Digital Transformation Apple Data & Privacy

Apple clamps down further on third-party tracking with latest iOS updates


By Ronan Shields | Digital Editor

June 5, 2018 | 4 min read

Apple used its annual developer conference WWDC to unveil a host of updates, including limitations on how companies can track users of its Safari web browser, a measure that poses obstacles for third parties such as Facebook and Google as well as other analytics providers.

Craig Federighi, Apple senior VP of software engineering

Craig Federighi, Apple senior VP of software engineering, speaking at WWDC 2018 / Apple

The phrase ‘online privacy’ is one of the burning issues of the moment, with the European Union's General Data Protection (GDPR) regulations coming into force, and Apple’s latest software update builds upon this trend.

Apple's iOS 12 includes updates to its Intelligence Tracking Prevention (ITP) tools with the latest offering blocking tracking features such as ‘Like’ or ‘Share’ buttons by default. This means that users of the Safari web browser have to proactively opt-in to such tools in order for third parties to be able to track their online activities as well as other sensitive information stored on iOS devices, such as contacts information etc.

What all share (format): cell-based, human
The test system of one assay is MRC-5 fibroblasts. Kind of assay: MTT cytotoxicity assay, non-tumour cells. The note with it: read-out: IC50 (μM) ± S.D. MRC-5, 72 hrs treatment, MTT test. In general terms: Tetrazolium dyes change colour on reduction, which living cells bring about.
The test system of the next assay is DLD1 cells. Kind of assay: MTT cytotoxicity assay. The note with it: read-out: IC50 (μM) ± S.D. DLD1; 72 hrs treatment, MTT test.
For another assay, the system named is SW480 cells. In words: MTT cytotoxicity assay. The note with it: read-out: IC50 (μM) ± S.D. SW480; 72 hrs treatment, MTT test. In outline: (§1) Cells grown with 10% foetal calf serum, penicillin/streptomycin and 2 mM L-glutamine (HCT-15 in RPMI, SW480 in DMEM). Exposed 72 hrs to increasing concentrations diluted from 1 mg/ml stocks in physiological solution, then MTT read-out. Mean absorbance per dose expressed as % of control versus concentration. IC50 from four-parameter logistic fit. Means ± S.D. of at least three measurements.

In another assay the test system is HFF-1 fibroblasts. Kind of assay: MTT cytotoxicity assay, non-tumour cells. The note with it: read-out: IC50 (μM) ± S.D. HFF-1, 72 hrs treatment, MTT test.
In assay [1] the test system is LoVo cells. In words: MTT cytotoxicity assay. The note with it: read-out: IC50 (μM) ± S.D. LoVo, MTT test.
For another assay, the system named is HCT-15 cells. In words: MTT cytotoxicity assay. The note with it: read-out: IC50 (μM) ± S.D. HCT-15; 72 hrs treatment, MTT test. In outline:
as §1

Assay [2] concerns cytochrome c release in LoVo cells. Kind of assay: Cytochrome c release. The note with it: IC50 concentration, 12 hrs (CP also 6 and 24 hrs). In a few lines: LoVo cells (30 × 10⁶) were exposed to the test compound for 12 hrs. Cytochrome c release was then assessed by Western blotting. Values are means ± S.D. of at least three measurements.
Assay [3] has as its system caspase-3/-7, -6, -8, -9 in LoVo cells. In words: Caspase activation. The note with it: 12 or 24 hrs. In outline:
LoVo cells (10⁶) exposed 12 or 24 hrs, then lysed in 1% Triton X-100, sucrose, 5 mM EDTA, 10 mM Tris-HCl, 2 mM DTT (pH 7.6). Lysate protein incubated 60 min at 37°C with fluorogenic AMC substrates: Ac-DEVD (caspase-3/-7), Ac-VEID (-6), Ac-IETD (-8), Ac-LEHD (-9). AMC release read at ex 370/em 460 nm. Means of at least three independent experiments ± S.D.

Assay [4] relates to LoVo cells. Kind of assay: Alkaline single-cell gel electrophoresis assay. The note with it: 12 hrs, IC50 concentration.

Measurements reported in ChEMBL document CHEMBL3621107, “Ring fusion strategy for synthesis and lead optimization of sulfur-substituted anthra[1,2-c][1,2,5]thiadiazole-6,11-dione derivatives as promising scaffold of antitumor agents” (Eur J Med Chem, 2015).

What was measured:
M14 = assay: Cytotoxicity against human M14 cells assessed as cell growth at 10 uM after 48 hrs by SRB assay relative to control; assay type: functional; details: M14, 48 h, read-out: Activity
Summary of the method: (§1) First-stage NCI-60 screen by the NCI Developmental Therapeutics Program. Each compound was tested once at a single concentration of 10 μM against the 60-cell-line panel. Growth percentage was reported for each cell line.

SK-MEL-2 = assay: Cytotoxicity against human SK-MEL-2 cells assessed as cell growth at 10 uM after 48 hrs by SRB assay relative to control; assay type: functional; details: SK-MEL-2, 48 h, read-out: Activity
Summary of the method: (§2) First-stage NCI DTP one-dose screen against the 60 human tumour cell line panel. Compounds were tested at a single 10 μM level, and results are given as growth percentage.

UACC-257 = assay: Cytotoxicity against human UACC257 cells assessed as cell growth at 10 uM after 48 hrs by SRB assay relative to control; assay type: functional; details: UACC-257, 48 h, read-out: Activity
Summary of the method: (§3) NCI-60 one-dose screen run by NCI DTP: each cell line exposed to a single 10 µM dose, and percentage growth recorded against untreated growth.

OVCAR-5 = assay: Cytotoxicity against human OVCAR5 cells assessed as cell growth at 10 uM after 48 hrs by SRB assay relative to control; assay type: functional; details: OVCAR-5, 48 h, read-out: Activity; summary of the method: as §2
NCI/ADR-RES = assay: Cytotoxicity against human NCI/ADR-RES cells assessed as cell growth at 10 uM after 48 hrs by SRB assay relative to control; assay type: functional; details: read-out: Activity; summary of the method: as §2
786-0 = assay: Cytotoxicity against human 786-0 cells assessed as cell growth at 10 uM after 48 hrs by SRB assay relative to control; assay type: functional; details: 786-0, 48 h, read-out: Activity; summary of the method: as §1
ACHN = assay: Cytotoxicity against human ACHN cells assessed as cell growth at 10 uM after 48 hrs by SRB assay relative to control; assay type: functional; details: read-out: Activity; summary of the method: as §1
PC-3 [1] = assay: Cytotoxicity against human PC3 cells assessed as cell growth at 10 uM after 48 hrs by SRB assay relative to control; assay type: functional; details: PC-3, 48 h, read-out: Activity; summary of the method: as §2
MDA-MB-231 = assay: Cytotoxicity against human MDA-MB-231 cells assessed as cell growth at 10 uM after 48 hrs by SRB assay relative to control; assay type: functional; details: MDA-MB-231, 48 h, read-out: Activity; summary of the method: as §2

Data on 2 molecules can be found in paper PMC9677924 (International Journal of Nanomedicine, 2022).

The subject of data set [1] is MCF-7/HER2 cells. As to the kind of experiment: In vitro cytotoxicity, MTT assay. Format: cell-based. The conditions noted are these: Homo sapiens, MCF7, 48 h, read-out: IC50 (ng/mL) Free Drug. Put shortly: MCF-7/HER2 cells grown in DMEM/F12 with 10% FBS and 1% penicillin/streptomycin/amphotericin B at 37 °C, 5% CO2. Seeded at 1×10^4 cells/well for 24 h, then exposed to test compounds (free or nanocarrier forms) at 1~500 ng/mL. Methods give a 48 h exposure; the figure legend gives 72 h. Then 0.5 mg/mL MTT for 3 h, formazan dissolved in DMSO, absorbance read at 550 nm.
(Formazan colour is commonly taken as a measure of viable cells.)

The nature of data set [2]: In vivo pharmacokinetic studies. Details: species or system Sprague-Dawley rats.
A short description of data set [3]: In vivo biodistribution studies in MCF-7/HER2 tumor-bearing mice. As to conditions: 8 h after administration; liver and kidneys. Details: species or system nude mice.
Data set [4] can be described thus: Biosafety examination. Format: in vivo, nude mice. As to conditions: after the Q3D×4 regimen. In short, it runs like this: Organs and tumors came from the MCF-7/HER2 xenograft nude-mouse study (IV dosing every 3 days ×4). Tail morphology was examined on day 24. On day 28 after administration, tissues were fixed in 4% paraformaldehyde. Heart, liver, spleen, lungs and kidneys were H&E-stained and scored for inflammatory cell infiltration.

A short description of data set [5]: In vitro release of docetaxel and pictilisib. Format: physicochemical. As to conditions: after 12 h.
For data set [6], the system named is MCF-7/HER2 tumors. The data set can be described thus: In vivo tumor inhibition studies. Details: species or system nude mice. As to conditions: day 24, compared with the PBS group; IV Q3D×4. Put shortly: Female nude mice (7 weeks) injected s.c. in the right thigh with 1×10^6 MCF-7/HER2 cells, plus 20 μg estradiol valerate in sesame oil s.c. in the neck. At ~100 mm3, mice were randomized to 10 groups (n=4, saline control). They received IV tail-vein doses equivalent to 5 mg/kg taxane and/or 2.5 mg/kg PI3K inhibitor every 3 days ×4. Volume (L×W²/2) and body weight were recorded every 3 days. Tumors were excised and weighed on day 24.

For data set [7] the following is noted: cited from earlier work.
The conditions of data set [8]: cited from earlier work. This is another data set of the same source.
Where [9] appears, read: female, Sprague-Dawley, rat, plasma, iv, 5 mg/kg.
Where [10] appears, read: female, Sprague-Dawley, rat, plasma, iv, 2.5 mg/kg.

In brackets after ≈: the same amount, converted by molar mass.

The newly unveiled updates also included limitations on “fingerprinting”, ie how third-party tracking companies can monitor which devices are visiting their website via the browser, a move that will make it even more difficult for advertisers to measure the reach of their online ads.

“Safari now also presents simplified system information when users browse the web, preventing them from being tracked based on their system configuration,” reads a statement announcing the updates.

“Safari now also automatically creates, autofills and stores strong passwords when users create new online accounts and flags reused passwords so users can change them.”

The latest privacy updates, among a host of others, were unveiled on the WWDC stage by Craig Federighi, Apple senior VP of software engineering, who said: "There can be a lot of sensitive data on your devices, and we think you should be in control of who sees it.”

Apple’s ITP was first unveiled at its corresponding event 12 months ago, with the measure causing some friction in the wider adtech ecosystem. Ad retargeting firm Criteo later told investors that the rollout of the feature could negatively impact revenues by up to 8-10% in coming financial periods.

Digital Transformation Apple Data & Privacy

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